Mags Gargan visits a homeless service offered by Crosscare, the social care agency of the Dublin archdiocese
This is Elizabeth’s first Christmas in her own home in quite a number of years. She is an elegant, dignified, well spoken lady that completely shatters the stereotypical image of a homeless person. She is perhaps the new face of the homelessness created by the recession, where the average person can suddenly find themselves on hard times.
”If you had told me a year ago that I would be homeless I wouldn’t have believed it,” she says. ”Even my family shudder when they think of it, they are absolutely appalled by the idea. Some of them tell me to keep it hush and not to tell the other members of the family.”
Elizabeth moved in with her sister after a relationship break-up, but four years later this arrangement became untenable.
”It was about August 28, we had a huge fight, it was her house and she told me to leave and never come back and I found myself homeless,” she explains.
It is a terrifying prospect for Elizabeth to be suddenly homeless and vulnerable, with no idea where to turn to next. ”I was in total fear and trepidation, and got very anxious”.
Luckily she was put in touch with the Central Placement System in Dublin’s Capel Street where ”the lady scribbled on a piece of paper 62 Amien Street” and she found herself being welcomed to a Crosscare homeless service.
Crosscare has been responding to the needs of people on the margins of society since 1941. It offers a range of services for the homeless (accommodation and food initiatives), community outreach and young people’s services.
In recent years, it has seen a change in dynamic in the clients needing their support with the impact of the recession forcing people out of their homes.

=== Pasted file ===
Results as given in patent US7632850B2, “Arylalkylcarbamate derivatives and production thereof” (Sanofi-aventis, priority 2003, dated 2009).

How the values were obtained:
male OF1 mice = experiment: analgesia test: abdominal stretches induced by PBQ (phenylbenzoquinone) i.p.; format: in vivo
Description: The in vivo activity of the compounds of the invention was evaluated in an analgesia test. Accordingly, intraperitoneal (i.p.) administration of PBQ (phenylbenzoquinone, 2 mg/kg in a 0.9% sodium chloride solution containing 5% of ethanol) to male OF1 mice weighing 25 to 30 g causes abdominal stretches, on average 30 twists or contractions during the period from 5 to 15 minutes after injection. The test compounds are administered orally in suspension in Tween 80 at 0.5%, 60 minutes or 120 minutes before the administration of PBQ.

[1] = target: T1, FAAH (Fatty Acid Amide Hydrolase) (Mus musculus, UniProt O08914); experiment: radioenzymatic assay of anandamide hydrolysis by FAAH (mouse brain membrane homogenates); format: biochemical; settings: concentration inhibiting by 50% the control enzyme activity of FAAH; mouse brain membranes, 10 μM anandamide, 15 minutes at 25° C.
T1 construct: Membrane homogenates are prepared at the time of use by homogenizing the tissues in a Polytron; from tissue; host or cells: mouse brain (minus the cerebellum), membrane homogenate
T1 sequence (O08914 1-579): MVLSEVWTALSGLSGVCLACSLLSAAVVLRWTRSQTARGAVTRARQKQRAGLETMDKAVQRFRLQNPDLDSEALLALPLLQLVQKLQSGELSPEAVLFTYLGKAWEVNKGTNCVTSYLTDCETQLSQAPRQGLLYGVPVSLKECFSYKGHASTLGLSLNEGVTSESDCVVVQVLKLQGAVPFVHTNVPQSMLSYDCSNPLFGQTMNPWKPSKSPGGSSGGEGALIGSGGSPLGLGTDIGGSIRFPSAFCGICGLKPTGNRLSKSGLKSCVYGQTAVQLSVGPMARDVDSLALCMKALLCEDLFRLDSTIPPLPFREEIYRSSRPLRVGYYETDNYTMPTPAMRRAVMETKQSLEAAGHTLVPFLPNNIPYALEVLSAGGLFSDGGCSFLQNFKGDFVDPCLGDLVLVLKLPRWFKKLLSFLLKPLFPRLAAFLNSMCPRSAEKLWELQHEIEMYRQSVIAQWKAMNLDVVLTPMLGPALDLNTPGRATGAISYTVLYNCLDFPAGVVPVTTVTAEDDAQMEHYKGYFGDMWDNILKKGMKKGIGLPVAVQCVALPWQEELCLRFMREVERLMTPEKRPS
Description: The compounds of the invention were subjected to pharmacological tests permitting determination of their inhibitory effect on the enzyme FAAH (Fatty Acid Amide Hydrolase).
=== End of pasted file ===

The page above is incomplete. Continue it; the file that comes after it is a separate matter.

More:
”There are a lot of people walking through the door that you would never expect, people who have little or no support from friends and family,” says Kelly Faughnan, deputy manager at Amiens St.
”A number of clients have lost jobs, had a breakdown in relationships or lost their home because they weren’t able to be pay their mortgage, and they ended up with nowhere to go.”
”A lot of times people will have stayed with friends, and sometimes they will have outstayed their welcome, and sometimes they will leave before that happens rather than end a friendship.
”I would definitely say the recession has had a huge impact. People often feel ashamed that they have ended up in this situation and don’t want family members to know that they are living in homeless accommodation. They stay here and try to get themselves sorted and never tell their family where they have been. Many of the people living here would have owned businesses and had successful careers, but they lost their job and things spiraled from there.”
Crosscare on Amiens St provides temporary emergency accommodation (TEA) with 40 beds for men, women and couples. It was originally Amien Street night shelter in No. 61 and then in August it took over No. 62 from Dublin City Council, and has now amalgamated the two into one building.